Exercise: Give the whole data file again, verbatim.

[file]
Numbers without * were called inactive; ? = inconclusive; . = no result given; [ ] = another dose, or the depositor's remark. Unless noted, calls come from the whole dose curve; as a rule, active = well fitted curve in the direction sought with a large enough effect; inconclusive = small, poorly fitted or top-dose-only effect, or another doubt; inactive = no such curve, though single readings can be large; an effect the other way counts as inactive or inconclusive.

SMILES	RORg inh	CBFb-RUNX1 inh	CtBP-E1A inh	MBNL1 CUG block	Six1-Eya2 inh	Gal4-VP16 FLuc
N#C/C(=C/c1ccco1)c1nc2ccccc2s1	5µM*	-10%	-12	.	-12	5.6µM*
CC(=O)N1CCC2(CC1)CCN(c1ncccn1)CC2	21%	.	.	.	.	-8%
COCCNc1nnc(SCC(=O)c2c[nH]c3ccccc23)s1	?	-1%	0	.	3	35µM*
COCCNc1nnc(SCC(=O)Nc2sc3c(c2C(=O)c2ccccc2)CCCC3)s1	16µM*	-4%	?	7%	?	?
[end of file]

Numbers without * were called inactive; ? = inconclusive; . = no result given; [ ] = another dose, or the depositor's remark. Unless noted, calls come from the whole dose curve; as a rule, active = well fitted curve in the direction sought with a large enough effect; inconclusive = small, poorly fitted or top-dose-only effect, or another doubt; inactive = no such curve, though single readings can be large; an effect the other way counts as inactive or inconclusive.

SMILES	RORg inh	CBFb-RUNX1 inh	CtBP-E1A inh	MBNL1 CUG block	Six1-Eya2 inh	Gal4-VP16 FLuc
N#C/C(=C/c1ccco1)c1nc2ccccc2s1	5µM*	-10%	-12	.	-12	5.6µM*
CC(=O)N1CCC2(CC1)CCN(c1ncccn1)CC2	21%	.	.	.	.	-8%
COCCNc1nnc(SCC(=O)c2c[nH]c3ccccc23)s1	?	-1%	0	.	3	35µM*
COCCNc1nnc(SCC(=O)Nc2sc3c(c2C(=O)c2ccccc2)CCCC3)s1	16µM*	-4%	?	7%	?	?